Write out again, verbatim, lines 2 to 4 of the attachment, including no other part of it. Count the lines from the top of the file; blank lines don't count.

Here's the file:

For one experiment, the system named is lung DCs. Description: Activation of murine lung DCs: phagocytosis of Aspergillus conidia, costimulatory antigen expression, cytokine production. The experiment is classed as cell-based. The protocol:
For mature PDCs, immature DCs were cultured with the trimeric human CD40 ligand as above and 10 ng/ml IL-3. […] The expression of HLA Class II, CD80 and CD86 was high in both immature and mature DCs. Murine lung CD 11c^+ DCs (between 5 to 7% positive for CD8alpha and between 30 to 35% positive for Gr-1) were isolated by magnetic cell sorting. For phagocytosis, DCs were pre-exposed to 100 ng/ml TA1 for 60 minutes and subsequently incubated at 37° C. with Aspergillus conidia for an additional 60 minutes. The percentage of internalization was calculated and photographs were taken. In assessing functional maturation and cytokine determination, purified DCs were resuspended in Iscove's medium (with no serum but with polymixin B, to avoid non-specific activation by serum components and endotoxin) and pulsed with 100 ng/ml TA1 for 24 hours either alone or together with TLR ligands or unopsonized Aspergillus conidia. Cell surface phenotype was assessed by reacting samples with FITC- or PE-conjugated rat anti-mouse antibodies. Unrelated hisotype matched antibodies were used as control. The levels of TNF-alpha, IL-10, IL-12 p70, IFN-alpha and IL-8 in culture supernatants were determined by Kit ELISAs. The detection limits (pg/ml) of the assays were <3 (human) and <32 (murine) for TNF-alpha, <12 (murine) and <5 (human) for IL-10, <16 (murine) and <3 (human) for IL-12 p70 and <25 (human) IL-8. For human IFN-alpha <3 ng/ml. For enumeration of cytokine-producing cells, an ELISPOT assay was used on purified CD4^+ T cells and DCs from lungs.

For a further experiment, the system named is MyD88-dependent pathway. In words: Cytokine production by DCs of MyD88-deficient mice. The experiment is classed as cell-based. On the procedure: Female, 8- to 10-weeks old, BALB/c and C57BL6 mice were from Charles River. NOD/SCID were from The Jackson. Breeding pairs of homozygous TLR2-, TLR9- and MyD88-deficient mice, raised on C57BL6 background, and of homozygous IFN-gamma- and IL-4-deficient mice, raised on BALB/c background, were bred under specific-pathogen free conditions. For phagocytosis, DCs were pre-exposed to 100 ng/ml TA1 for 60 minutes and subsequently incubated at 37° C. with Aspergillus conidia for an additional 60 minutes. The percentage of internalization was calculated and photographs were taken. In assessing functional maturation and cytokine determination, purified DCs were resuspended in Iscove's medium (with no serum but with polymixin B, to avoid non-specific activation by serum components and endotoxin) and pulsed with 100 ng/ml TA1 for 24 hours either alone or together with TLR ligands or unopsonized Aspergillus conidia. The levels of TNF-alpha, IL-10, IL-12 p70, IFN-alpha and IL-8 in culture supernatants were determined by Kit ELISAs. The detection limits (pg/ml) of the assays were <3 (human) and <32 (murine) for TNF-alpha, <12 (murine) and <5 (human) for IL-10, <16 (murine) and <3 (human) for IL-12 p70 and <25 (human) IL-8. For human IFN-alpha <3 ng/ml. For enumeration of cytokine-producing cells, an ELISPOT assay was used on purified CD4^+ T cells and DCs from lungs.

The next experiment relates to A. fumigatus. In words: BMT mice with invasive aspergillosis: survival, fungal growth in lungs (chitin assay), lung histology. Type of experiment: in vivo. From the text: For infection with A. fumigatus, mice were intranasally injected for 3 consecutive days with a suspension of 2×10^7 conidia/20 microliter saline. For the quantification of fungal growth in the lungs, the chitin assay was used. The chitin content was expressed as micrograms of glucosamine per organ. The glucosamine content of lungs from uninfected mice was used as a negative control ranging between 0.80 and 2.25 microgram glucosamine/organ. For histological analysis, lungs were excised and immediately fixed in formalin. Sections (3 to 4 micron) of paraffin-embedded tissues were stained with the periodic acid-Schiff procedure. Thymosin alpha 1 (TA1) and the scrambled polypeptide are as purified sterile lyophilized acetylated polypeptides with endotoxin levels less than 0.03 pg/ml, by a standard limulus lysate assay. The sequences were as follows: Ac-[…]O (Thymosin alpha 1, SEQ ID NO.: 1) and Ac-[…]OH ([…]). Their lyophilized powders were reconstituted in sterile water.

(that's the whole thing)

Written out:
For mature PDCs, immature DCs were cultured with the trimeric human CD40 ligand as above and 10 ng/ml IL-3. […] The expression of HLA Class II, CD80 and CD86 was high in both immature and mature DCs. Murine lung CD 11c^+ DCs (between 5 to 7% positive for CD8alpha and between 30 to 35% positive for Gr-1) were isolated by magnetic cell sorting. For phagocytosis, DCs were pre-exposed to 100 ng/ml TA1 for 60 minutes and subsequently incubated at 37° C. with Aspergillus conidia for an additional 60 minutes. The percentage of internalization was calculated and photographs were taken. In assessing functional maturation and cytokine determination, purified DCs were resuspended in Iscove's medium (with no serum but with polymixin B, to avoid non-specific activation by serum components and endotoxin) and pulsed with 100 ng/ml TA1 for 24 hours either alone or together with TLR ligands or unopsonized Aspergillus conidia. Cell surface phenotype was assessed by reacting samples with FITC- or PE-conjugated rat anti-mouse antibodies. Unrelated hisotype matched antibodies were used as control. The levels of TNF-alpha, IL-10, IL-12 p70, IFN-alpha and IL-8 in culture supernatants were determined by Kit ELISAs. The detection limits (pg/ml) of the assays were <3 (human) and <32 (murine) for TNF-alpha, <12 (murine) and <5 (human) for IL-10, <16 (murine) and <3 (human) for IL-12 p70 and <25 (human) IL-8. For human IFN-alpha <3 ng/ml. For enumeration of cytokine-producing cells, an ELISPOT assay was used on purified CD4^+ T cells and DCs from lungs.

For a further experiment, the system named is MyD88-dependent pathway. In words: Cytokine production by DCs of MyD88-deficient mice. The experiment is classed as cell-based. On the procedure: Female, 8- to 10-weeks old, BALB/c and C57BL6 mice were from Charles River. NOD/SCID were from The Jackson. Breeding pairs of homozygous TLR2-, TLR9- and MyD88-deficient mice, raised on C57BL6 background, and of homozygous IFN-gamma- and IL-4-deficient mice, raised on BALB/c background, were bred under specific-pathogen free conditions. For phagocytosis, DCs were pre-exposed to 100 ng/ml TA1 for 60 minutes and subsequently incubated at 37° C. with Aspergillus conidia for an additional 60 minutes. The percentage of internalization was calculated and photographs were taken. In assessing functional maturation and cytokine determination, purified DCs were resuspended in Iscove's medium (with no serum but with polymixin B, to avoid non-specific activation by serum components and endotoxin) and pulsed with 100 ng/ml TA1 for 24 hours either alone or together with TLR ligands or unopsonized Aspergillus conidia. The levels of TNF-alpha, IL-10, IL-12 p70, IFN-alpha and IL-8 in culture supernatants were determined by Kit ELISAs. The detection limits (pg/ml) of the assays were <3 (human) and <32 (murine) for TNF-alpha, <12 (murine) and <5 (human) for IL-10, <16 (murine) and <3 (human) for IL-12 p70 and <25 (human) IL-8. For human IFN-alpha <3 ng/ml. For enumeration of cytokine-producing cells, an ELISPOT assay was used on purified CD4^+ T cells and DCs from lungs.

The next experiment relates to A. fumigatus. In words: BMT mice with invasive aspergillosis: survival, fungal growth in lungs (chitin assay), lung histology. Type of experiment: in vivo. From the text: For infection with A. fumigatus, mice were intranasally injected for 3 consecutive days with a suspension of 2×10^7 conidia/20 microliter saline. For the quantification of fungal growth in the lungs, the chitin assay was used. The chitin content was expressed as micrograms of glucosamine per organ. The glucosamine content of lungs from uninfected mice was used as a negative control ranging between 0.80 and 2.25 microgram glucosamine/organ. For histological analysis, lungs were excised and immediately fixed in formalin. Sections (3 to 4 micron) of paraffin-embedded tissues were stained with the periodic acid-Schiff procedure. Thymosin alpha 1 (TA1) and the scrambled polypeptide are as purified sterile lyophilized acetylated polypeptides with endotoxin levels less than 0.03 pg/ml, by a standard limulus lysate assay. The sequences were as follows: Ac-[…]O (Thymosin alpha 1, SEQ ID NO.: 1) and Ac-[…]OH ([…]). Their lyophilized powders were reconstituted in sterile water.